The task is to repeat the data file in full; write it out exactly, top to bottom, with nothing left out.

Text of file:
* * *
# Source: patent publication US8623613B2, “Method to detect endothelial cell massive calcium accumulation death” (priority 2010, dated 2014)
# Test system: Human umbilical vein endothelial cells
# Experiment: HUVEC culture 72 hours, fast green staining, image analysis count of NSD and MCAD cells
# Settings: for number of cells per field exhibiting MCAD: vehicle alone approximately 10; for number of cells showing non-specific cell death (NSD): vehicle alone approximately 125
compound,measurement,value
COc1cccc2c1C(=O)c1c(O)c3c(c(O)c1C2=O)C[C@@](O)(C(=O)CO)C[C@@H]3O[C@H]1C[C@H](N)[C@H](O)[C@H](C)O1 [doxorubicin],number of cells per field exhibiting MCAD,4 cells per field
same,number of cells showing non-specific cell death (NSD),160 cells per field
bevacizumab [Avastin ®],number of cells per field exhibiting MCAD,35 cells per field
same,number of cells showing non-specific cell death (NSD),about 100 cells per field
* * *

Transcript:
# Source: patent publication US8623613B2, “Method to detect endothelial cell massive calcium accumulation death” (priority 2010, dated 2014)
# Test system: Human umbilical vein endothelial cells
# Experiment: HUVEC culture 72 hours, fast green staining, image analysis count of NSD and MCAD cells
# Settings: for number of cells per field exhibiting MCAD: vehicle alone approximately 10; for number of cells showing non-specific cell death (NSD): vehicle alone approximately 125
compound,measurement,value
COc1cccc2c1C(=O)c1c(O)c3c(c(O)c1C2=O)C[C@@](O)(C(=O)CO)C[C@@H]3O[C@H]1C[C@H](N)[C@H](O)[C@H](C)O1 [doxorubicin],number of cells per field exhibiting MCAD,4 cells per field
same,number of cells showing non-specific cell death (NSD),160 cells per field
bevacizumab [Avastin ®],number of cells per field exhibiting MCAD,35 cells per field
same,number of cells showing non-specific cell death (NSD),about 100 cells per field